Ms Gumba said that over 100 schools participated in the Reading Revolution and added that commitment and dedication shown from individual schools will keep the event running. She said, “Children used to make journeys to administrative offices like the District Commissioner’s offices to celebrate the Day of the African Child. However the reading revolution has brought a new dimension to the children and has given them an opportunity to look at education in a different way… and not walk all the way to the chief’s office to celebrate!”
In the same event, 19 year old Mikha’elah Zeigler launched her book, To steal a Mummy and encouraged more children to write.
Music Puppet Show
Acrobatic dancers from the Kuruka Maisha Foundation spent the afternoon entertaining kids and parents with well-coordinated and eye-catching acrobatic dancing moves, skipping rope and juggling. As the dances went on, voices of children reading from Gamba the Gecko wants to Drum could be heard in the background.
The jugglers were dressed in white fitting T-shirts and black sporty trousers while the girls had pink skin tights and white wrap-arounds and white T-shirts.
Kaboge, the team leader and in charge of the drums gave a brief history of the drums. The Baboombombo drums are played in the Giriama community and they represent the ocean. They are used for bass and rhythm.
The Bunde are from the Luo community and also shared with the Kamba and Luhya. The Jembe drum is from West Africa while the Isikuti drums are from the Western province. Another drum, a long one is from Meru and Chuka. All the drums produced different sounds that guided the acrobatics in their dances.
Kuruka Maisha Foundation consists of former street children taken off the streets and given different skills in acrobatic dance, music, drumming, poetry and fine arts by the Foundation.
Abram Ochieng, the youngest and tiniest of them at 16 says that initially he used to be idle in the streets but since he was taken in by Kuruka Maisha, life has more meaning. Being the tiniest in the group, he could be seen balancing high up on the air lifted by the heavier boys. “Performing for kids in such a festival gives me stage confidence and am excited to see small children have expressions of awe when they see us perform,” he said.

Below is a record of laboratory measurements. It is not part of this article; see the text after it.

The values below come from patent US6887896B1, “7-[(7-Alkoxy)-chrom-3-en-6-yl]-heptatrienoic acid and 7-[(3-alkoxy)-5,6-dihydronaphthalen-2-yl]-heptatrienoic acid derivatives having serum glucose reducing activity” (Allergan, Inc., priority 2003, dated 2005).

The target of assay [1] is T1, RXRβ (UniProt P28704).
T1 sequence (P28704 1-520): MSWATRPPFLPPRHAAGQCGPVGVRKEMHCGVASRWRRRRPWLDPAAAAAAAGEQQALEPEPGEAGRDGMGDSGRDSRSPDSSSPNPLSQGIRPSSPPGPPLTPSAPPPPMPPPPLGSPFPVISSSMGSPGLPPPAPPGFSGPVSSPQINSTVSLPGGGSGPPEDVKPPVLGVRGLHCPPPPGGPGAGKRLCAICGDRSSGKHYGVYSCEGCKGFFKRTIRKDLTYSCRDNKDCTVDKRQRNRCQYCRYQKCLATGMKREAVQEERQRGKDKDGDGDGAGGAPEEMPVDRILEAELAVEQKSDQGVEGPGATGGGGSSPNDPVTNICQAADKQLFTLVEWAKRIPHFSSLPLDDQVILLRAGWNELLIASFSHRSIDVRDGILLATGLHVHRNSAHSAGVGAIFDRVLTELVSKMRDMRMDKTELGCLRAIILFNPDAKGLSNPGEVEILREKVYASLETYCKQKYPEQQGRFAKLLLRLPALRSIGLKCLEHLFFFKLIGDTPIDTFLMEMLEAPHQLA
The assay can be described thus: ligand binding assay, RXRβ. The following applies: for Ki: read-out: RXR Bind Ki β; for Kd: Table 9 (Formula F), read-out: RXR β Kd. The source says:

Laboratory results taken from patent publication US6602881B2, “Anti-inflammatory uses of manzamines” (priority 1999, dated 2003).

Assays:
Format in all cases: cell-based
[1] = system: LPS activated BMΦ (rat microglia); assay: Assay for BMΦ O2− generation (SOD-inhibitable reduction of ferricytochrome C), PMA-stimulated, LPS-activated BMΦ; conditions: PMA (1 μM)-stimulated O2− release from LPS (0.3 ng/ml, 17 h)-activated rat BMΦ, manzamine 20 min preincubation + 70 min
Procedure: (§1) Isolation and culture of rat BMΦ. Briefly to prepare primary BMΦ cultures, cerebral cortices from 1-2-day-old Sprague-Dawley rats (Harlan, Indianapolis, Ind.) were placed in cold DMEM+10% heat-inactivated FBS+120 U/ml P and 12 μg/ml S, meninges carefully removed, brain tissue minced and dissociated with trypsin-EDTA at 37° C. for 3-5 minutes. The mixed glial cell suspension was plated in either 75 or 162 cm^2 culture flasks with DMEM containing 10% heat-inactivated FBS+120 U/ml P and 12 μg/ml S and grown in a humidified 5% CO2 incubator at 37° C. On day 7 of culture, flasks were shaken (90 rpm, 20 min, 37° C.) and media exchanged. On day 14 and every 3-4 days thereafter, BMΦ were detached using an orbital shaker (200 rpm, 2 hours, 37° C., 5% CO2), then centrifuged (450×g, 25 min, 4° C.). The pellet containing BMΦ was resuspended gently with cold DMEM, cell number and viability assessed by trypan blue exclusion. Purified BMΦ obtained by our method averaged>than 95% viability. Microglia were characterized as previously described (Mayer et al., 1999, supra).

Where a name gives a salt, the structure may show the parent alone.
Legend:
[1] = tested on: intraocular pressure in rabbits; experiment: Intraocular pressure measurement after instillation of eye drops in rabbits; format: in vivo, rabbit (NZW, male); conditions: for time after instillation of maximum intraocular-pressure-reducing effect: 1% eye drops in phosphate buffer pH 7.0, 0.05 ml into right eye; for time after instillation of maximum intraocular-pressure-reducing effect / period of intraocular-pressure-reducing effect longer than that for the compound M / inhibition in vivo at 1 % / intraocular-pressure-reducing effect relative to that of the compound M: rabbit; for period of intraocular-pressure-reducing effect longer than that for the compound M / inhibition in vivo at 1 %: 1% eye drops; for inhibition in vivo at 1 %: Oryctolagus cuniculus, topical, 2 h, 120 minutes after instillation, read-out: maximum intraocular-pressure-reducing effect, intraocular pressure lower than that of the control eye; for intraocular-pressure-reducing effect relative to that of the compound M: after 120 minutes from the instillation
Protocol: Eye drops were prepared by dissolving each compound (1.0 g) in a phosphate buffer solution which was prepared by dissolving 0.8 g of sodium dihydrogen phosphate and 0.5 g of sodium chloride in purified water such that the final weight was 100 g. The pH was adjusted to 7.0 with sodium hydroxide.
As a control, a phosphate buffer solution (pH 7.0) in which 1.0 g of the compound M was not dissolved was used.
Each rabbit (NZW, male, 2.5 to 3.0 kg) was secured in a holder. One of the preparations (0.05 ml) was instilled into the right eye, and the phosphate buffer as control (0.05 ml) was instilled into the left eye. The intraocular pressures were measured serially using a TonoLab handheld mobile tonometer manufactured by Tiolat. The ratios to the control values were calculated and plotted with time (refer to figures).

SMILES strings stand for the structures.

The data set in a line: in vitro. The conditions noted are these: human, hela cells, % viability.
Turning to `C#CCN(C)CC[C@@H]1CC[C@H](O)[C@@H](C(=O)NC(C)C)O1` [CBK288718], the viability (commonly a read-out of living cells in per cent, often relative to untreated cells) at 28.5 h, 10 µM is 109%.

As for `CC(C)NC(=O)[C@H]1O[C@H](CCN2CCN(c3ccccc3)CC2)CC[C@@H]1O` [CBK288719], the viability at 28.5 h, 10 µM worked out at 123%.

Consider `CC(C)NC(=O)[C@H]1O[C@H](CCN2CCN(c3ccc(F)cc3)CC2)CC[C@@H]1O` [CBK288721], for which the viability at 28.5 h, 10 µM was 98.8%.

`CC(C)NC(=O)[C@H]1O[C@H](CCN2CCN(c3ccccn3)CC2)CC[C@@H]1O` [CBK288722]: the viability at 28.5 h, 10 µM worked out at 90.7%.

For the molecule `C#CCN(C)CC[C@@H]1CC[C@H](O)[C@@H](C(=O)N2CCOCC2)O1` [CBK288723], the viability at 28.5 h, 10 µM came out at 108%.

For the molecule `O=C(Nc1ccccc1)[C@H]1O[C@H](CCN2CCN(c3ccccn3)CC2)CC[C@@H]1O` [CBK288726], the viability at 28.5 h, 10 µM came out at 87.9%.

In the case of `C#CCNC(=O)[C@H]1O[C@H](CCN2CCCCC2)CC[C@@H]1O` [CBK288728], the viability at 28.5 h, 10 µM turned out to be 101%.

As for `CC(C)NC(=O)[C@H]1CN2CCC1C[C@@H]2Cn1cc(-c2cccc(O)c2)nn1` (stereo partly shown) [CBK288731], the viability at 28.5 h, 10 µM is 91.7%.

As the clock ticked to 5pm, children could be seen trooping out of the Festival grounds, animated voices, new friends on tag and faces that said, “I had the time of my life.” We caught up with teachers and pupils from Baba Dogo Primary School in Nairobi who had so much to say about the day.
“Some of these children have never been to Nairobi city centre, it was amazing the look on their faces as they saw the tall buildings in the city centre,” said Teacher Hellen Kasyi who had brought a group of 50 to the festival. “Today they have been exposed to different ways of learning like publishing their own stories and they have made new friends too,” she said.
“I feel encouraged to pursue my interest in writing,” said Erick who had just attended a writing workshop, “Through interaction with different pupils I have been encouraged to work especially hard as I am in my final year of primary school.
Michael said he had played a lot and even painted a house, while Lavender who wants to be a doctor enjoyed reading In the land of the Kitchen, a children’s book published under Storymoja Africa.
Dayan Masinde, a well known illustrator and hosting Publish Your Own Book in Two Hours for the second year was inspired by the good work the group of 32 students did. “By these exercises we want to foster creativity and inspire future writers,” he said.
The theme for the day was ‘The Most Embarrassing Moment’. It was a story about Mr. Makuti who was addressing a children’s assembly in the presence of the head of the Ministry of Education. Suddenly Mr.Makuti farts! From this embarrassing moment the children came up with own a personalized endings.
“Children should know that it is not when they are all grown up that they should start to write. They can do it in their young age,” noted Dayan.